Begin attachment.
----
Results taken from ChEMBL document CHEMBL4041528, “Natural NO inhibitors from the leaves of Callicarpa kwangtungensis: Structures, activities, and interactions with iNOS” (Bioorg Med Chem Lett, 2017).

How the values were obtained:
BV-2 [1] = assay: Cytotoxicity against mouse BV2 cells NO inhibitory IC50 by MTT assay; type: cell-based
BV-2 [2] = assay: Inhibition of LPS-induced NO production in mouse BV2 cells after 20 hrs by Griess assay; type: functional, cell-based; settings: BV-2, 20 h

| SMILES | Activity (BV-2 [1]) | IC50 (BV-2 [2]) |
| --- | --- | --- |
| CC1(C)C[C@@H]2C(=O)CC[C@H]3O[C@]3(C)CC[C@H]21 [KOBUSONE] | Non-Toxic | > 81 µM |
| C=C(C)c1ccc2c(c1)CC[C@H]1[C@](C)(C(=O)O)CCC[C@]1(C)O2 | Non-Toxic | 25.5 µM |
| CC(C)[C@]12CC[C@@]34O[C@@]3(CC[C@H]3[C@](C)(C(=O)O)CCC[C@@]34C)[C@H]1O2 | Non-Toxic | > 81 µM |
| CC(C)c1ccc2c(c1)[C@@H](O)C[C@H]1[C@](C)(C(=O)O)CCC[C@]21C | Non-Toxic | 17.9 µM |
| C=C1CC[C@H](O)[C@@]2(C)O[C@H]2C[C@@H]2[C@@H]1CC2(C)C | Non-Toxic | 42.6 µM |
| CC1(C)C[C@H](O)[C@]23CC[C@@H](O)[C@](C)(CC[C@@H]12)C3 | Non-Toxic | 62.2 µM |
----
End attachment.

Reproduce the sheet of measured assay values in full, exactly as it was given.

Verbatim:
Results taken from ChEMBL document CHEMBL4041528, “Natural NO inhibitors from the leaves of Callicarpa kwangtungensis: Structures, activities, and interactions with iNOS” (Bioorg Med Chem Lett, 2017).

How the values were obtained:
BV-2 [1] = assay: Cytotoxicity against mouse BV2 cells NO inhibitory IC50 by MTT assay; type: cell-based
BV-2 [2] = assay: Inhibition of LPS-induced NO production in mouse BV2 cells after 20 hrs by Griess assay; type: functional, cell-based; settings: BV-2, 20 h

| SMILES | Activity (BV-2 [1]) | IC50 (BV-2 [2]) |
| --- | --- | --- |
| CC1(C)C[C@@H]2C(=O)CC[C@H]3O[C@]3(C)CC[C@H]21 [KOBUSONE] | Non-Toxic | > 81 µM |
| C=C(C)c1ccc2c(c1)CC[C@H]1[C@](C)(C(=O)O)CCC[C@]1(C)O2 | Non-Toxic | 25.5 µM |
| CC(C)[C@]12CC[C@@]34O[C@@]3(CC[C@H]3[C@](C)(C(=O)O)CCC[C@@]34C)[C@H]1O2 | Non-Toxic | > 81 µM |
| CC(C)c1ccc2c(c1)[C@@H](O)C[C@H]1[C@](C)(C(=O)O)CCC[C@]21C | Non-Toxic | 17.9 µM |
| C=C1CC[C@H](O)[C@@]2(C)O[C@H]2C[C@@H]2[C@@H]1CC2(C)C | Non-Toxic | 42.6 µM |
| CC1(C)C[C@H](O)[C@]23CC[C@@H](O)[C@](C)(CC[C@@H]12)C3 | Non-Toxic | 62.2 µM |